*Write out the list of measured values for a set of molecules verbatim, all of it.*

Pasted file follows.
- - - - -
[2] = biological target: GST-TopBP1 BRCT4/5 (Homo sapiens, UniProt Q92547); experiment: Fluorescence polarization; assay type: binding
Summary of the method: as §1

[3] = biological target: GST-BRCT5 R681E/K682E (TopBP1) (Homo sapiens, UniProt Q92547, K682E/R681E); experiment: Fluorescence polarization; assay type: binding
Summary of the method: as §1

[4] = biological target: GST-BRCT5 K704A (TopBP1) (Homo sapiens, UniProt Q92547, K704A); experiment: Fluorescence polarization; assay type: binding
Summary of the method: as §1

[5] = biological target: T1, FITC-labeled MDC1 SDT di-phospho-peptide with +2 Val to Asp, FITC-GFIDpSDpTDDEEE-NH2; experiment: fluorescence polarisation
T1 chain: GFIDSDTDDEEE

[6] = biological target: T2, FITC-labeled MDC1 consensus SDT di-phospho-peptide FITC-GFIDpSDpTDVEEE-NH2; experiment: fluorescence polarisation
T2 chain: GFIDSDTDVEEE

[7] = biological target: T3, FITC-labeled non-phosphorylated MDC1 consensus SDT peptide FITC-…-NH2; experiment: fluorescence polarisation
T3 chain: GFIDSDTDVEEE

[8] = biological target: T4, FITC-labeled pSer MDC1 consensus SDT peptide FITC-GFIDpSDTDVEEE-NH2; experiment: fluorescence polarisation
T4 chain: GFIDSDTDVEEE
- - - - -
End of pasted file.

[2] = biological target: GST-TopBP1 BRCT4/5 (Homo sapiens, UniProt Q92547); experiment: Fluorescence polarization; assay type: binding
Summary of the method: as §1

[3] = biological target: GST-BRCT5 R681E/K682E (TopBP1) (Homo sapiens, UniProt Q92547, K682E/R681E); experiment: Fluorescence polarization; assay type: binding
Summary of the method: as §1

[4] = biological target: GST-BRCT5 K704A (TopBP1) (Homo sapiens, UniProt Q92547, K704A); experiment: Fluorescence polarization; assay type: binding
Summary of the method: as §1

[5] = biological target: T1, FITC-labeled MDC1 SDT di-phospho-peptide with +2 Val to Asp, FITC-GFIDpSDpTDDEEE-NH2; experiment: fluorescence polarisation
T1 chain: GFIDSDTDDEEE

[6] = biological target: T2, FITC-labeled MDC1 consensus SDT di-phospho-peptide FITC-GFIDpSDpTDVEEE-NH2; experiment: fluorescence polarisation
T2 chain: GFIDSDTDVEEE

[7] = biological target: T3, FITC-labeled non-phosphorylated MDC1 consensus SDT peptide FITC-…-NH2; experiment: fluorescence polarisation
T3 chain: GFIDSDTDVEEE

[8] = biological target: T4, FITC-labeled pSer MDC1 consensus SDT peptide FITC-GFIDpSDTDVEEE-NH2; experiment: fluorescence polarisation
T4 chain: GFIDSDTDVEEE